|Seo Ye-jin, the first runners up for the 2018 Miss Korea Beauty Pageantbelieves that beauty cannot be standardized but comes from one’s self andself-love. Photo provided by Seo Ye-jin.|
On July 4, 2018 Miss Korea Pageant was held to award the final winner of the annual beauty contest. As Korea’s nationwide beauty pageant, the elected “Misses” from each city and province gather to compete to win the nation and judge’s hearts to finally become Miss Korea. This year, as the first runners-up award, Sun (which translates to ‘good/kind’ in Korean) went to Seo Ye-jin, a junior of the Division of Fine Arts who majors in Korean Painting.
“I was very proud and honored to win the Sun award,” Seo said.
Seo went on to unveil her story of becoming Miss Seoul and Miss Korea Sun.
“I actually hesitated applying for Miss Korea Pageant because I thought I did not have the conventional ‘pretty and modest’ image of Miss Korea,” Seo said. “However, I became determined when I imagined myself 20 or 30 years later, regretting not taking the chance to try for it when I was young.”
Seo did not prepare heavily for the contest as she did not go to academies that nurture potential Miss Koreas. Rather, she believed in her distinctiveness and confidence.
“I didn’t do much in the process – except working out for a couple more hours or so,” Seo said with a gentle laugh.
When asked if Ewha affected her in anyways preparing for the contest, Seo responded positively.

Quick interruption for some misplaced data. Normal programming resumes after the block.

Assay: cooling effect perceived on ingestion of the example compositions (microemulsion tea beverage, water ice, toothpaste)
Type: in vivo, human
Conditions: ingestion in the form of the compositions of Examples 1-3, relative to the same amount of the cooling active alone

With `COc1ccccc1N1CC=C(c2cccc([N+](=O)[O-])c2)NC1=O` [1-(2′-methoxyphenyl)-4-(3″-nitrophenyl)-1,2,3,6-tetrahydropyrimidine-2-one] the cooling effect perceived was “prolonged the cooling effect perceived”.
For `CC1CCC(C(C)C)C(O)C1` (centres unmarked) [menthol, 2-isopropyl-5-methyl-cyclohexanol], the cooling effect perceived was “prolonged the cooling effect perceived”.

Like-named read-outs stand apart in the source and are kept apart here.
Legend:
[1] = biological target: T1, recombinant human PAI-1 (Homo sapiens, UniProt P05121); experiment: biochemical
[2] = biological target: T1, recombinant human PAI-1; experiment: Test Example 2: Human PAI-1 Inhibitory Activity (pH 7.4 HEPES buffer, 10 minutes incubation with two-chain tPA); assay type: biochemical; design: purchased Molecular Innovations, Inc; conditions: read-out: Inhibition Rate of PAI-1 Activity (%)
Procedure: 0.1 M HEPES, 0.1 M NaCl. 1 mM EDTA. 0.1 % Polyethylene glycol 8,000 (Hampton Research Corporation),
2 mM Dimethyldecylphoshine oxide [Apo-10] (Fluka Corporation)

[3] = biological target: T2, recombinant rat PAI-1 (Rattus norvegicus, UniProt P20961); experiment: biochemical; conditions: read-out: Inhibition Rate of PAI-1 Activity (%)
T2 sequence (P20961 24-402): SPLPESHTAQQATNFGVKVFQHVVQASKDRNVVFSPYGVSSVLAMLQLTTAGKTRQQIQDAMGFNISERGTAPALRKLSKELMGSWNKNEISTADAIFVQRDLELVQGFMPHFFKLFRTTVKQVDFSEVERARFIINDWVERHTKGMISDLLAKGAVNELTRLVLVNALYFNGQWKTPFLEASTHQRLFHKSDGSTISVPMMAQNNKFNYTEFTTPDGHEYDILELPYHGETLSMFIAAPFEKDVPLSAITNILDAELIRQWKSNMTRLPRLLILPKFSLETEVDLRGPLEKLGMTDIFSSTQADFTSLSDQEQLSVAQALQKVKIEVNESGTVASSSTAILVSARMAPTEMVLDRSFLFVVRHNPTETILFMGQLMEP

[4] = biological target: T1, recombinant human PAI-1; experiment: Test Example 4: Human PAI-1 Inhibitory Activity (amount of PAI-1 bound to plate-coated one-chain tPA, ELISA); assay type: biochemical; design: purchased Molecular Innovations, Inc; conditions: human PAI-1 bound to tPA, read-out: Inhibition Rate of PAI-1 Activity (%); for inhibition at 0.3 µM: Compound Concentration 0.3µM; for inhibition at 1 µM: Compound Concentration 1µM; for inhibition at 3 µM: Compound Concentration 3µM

“Although I doubt direct effects, I felt like this year’s contest valued participants’ intellectual abilities particularly,” she said.
Seo mentioned that she was asked about her thoughts on the next Nobel Peace winner, and critical thoughts on ‘conventional beauty’ for the intellectual ability testing questions by the judges.
“I was asked about the corset-free movement – to not limit women by fixed beauty standards,” Seo said. “I can only say that beauty links to an individual’s personality and distinct feature; the true beauty would be acknowledging that and loving it by highlighting those features.”
“Even though I was very nervous, I kept comparing myself with other contestants,” Seo added. “However, every time I felt frightened, I got myself together and became determined to show my uniqueness as a strength and controlled my mind to trust myself. It may sound cliché, but I believe the beauty in everyone is different and therefore it should be measured differently, like individuality.”
She also expressed her thoughts on the contest’s standards.
“Though the explicit standards of Miss Korea are vague, I think the contest does not aim to pick ‘Barbie girls,’ but instead I think the females who represent today the time are elected,” Seo said. “Beauty itself is personal and subjective but I guess the preferred type of beauty changes as time flows.”
As her last words, Seo emphasized once again about loving oneself.
“There are a lot of beautiful women out there in the world, but many of them lack confidence and self-esteem,” Seo said. “Like how I confidently showed myself out to the world, I think beauty should be defined by the ability to love oneself.”
Cho In-hyo firstname.lastname@example.org